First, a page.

For all simulations the GPU implementation of the pmemd module of Amber 20 (38) was used. We used a Langevin thermostat with a collision frequency of 5 ps−1 to keep the temperature constant at 300 K. During production simulations, a Monte Carlo barostat was used to keep constant pressure of 1 bar using a pressure relaxation time of 2 ps (40). A Berendsen barostat was used during equilibration (41). A non-bonded cutoff of 10 Å was used for the cpH-MD simulations (8 Å for the GaMD simulations) and long-range electrostatics were treated with the Particle-mesh Ewald approach (42). All bonds involving hydrogens were restrained with the SHAKE algorithm (43) to allow for a time step of 2 fs. For the cpH-MD simulations, a salt concentration of 0.1 M was used (34), titrations were attempted every 200 steps, followed by 200 steps of solvent relaxation in case of at least one successful titration. A total of 1 µs of simulation time was collected for each system at each pH value. GaMD simulations (44, 45) were run using the dual boost implementation, the threshold energy was set to its lower bound. The number of steps to update the potential energy statistics was set to four times the number of all atoms in the systems and rounded to the closest multiple of 500, corresponding to ∼150–180 ps with a 2 fs timestep depending on the system. The closest multiple of these steps to 2 and 6 ns was used as equilibration time (using conventional MD simulations) and to update the GaMD acceleration parameters. Finally, 200 ns of production GaMD simulations with the final set of acceleration parameters were collected per cluster, resulting in an aggregate simulation time of 12 µs.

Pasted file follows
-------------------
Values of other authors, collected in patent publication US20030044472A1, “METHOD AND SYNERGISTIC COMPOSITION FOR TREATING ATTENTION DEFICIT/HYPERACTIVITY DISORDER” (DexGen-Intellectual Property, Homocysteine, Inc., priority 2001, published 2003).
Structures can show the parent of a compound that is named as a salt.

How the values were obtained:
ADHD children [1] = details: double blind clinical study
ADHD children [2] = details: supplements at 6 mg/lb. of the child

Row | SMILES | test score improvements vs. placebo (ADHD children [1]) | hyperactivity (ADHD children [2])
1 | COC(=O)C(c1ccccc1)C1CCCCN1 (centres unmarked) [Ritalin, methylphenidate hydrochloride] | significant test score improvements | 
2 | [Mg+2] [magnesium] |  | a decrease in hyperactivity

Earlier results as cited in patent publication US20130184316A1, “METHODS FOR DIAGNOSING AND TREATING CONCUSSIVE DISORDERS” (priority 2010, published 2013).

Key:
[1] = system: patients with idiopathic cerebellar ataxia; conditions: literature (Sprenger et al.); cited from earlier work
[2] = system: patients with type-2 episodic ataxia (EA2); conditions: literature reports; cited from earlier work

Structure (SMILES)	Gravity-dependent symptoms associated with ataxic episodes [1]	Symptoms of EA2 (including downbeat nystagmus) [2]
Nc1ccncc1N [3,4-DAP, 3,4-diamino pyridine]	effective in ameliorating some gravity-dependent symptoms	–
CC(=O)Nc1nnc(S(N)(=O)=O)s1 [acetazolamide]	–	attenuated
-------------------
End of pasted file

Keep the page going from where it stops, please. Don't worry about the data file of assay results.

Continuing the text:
Trajectories were processed and analyzed with cpptraj and pytraj of AmberTools 20, as well as vmd and in-house python scripts (46–49). PCA analyses was done with the PyEMMA package, version 2.5.7 (50). PyMol was used for structure visualization (51). Dihedral entropies were calculated using the X-Entropy package (52). Unless otherwise mentioned analyses were focused on the core of the proteins, excluding the short N-terminal helix and the loop linking it to the protein core. This was done for several reasons. First, in the crystal structure of Bet v 2 this helix shows a noticeable kink, which is not present in the other crystal structures. While the structure of the helix relaxes already at the cpH-MD stage, the kink still renders the helix in the Bet v 2 system more flexible than in the other systems. Second, the linking loop to the protein core is longer in the Bet v 2 system, introducing even more flexibility and making a consistent alignment difficult. Excluding this part in all three systems facilitates a concise definition of the protein core and a consistent alignment.
Profilin dynamics at varying pH levels